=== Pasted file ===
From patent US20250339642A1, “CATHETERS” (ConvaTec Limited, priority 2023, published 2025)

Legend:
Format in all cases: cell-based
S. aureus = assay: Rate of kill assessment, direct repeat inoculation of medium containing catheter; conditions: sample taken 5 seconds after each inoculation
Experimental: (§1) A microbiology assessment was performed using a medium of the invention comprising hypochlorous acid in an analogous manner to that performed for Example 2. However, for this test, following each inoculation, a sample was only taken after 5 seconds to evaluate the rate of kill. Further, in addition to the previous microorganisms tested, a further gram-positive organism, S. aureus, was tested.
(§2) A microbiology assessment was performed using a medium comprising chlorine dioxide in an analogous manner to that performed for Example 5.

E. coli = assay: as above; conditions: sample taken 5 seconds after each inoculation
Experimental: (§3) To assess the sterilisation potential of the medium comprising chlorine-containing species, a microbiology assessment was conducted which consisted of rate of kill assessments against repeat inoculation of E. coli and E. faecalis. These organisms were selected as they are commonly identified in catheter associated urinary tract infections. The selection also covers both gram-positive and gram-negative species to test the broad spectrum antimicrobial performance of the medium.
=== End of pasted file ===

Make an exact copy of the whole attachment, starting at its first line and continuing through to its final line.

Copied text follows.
From patent US20250339642A1, “CATHETERS” (ConvaTec Limited, priority 2023, published 2025)

Legend:
Format in all cases: cell-based
S. aureus = assay: Rate of kill assessment, direct repeat inoculation of medium containing catheter; conditions: sample taken 5 seconds after each inoculation
Experimental: (§1) A microbiology assessment was performed using a medium of the invention comprising hypochlorous acid in an analogous manner to that performed for Example 2. However, for this test, following each inoculation, a sample was only taken after 5 seconds to evaluate the rate of kill. Further, in addition to the previous microorganisms tested, a further gram-positive organism, S. aureus, was tested.
(§2) A microbiology assessment was performed using a medium comprising chlorine dioxide in an analogous manner to that performed for Example 5.

E. coli = assay: as above; conditions: sample taken 5 seconds after each inoculation
Experimental: (§3) To assess the sterilisation potential of the medium comprising chlorine-containing species, a microbiology assessment was conducted which consisted of rate of kill assessments against repeat inoculation of E. coli and E. faecalis. These organisms were selected as they are commonly identified in catheter associated urinary tract infections. The selection also covers both gram-positive and gram-negative species to test the broad spectrum antimicrobial performance of the medium.